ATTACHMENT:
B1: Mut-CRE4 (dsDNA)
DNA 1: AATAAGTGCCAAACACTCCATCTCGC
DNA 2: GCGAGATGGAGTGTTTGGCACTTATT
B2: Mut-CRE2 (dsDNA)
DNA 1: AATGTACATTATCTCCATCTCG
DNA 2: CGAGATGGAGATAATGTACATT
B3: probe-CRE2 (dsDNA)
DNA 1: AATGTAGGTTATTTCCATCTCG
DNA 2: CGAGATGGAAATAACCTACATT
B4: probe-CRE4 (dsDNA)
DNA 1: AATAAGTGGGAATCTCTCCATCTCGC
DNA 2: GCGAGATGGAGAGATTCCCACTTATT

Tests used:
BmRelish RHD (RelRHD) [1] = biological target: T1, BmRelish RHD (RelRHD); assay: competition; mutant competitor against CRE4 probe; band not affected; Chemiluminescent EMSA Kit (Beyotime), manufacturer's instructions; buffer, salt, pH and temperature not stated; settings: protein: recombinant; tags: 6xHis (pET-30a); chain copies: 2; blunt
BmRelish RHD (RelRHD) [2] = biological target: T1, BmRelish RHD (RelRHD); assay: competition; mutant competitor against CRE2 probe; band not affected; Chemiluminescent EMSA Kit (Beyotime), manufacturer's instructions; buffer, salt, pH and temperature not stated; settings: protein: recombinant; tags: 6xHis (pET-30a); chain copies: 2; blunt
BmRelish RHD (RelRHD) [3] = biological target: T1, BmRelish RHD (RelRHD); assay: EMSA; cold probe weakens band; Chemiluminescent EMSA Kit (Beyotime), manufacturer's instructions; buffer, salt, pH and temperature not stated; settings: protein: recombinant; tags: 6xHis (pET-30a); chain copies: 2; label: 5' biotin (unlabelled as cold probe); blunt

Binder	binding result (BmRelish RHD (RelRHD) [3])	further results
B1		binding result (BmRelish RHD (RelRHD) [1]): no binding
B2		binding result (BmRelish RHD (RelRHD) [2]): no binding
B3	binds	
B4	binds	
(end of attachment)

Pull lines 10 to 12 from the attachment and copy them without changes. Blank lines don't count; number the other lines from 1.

B4: probe-CRE4 (dsDNA)
DNA 1: AATAAGTGGGAATCTCTCCATCTCGC
DNA 2: GCGAGATGGAGAGATTCCCACTTATT